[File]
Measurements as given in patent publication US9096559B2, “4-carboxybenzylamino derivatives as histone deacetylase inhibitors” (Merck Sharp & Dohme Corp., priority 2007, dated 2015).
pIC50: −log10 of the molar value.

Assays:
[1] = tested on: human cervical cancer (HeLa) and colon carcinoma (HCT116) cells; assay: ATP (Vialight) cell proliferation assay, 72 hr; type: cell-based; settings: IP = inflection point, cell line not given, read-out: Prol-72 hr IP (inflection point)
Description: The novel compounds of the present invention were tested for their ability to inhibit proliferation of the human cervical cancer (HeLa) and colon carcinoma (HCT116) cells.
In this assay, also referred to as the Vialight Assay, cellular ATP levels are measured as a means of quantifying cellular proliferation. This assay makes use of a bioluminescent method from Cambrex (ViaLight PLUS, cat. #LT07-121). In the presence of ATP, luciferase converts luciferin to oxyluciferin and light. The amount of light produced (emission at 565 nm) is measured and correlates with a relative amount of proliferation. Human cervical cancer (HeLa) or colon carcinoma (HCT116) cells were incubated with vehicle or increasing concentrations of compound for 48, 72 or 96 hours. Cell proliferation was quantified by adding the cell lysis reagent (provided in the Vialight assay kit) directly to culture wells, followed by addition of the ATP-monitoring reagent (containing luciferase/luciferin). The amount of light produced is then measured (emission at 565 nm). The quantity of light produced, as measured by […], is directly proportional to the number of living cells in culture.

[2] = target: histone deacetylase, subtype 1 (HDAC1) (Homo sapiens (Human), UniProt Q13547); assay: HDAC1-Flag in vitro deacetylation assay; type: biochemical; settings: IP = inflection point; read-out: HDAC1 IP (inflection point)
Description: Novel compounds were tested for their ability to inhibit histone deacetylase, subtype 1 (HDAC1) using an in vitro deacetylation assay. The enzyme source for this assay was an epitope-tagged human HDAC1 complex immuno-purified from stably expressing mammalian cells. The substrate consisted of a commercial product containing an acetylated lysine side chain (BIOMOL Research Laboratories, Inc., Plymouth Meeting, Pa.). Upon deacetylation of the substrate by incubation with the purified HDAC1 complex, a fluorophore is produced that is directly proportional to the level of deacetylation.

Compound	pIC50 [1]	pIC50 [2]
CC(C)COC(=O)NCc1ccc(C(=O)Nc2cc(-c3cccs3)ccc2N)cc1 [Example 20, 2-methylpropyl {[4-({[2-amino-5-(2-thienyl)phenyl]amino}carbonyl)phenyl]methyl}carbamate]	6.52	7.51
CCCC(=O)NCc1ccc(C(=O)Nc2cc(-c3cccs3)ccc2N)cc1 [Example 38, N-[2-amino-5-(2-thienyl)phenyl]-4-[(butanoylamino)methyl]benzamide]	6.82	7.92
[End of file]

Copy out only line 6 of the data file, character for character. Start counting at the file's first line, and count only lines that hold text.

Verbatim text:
In this assay, also referred to as the Vialight Assay, cellular ATP levels are measured as a means of quantifying cellular proliferation. This assay makes use of a bioluminescent method from Cambrex (ViaLight PLUS, cat. #LT07-121). In the presence of ATP, luciferase converts luciferin to oxyluciferin and light. The amount of light produced (emission at 565 nm) is measured and correlates with a relative amount of proliferation. Human cervical cancer (HeLa) or colon carcinoma (HCT116) cells were incubated with vehicle or increasing concentrations of compound for 48, 72 or 96 hours. Cell proliferation was quantified by adding the cell lysis reagent (provided in the Vialight assay kit) directly to culture wells, followed by addition of the ATP-monitoring reagent (containing luciferase/luciferin). The amount of light produced is then measured (emission at 565 nm). The quantity of light produced, as measured by […], is directly proportional to the number of living cells in culture.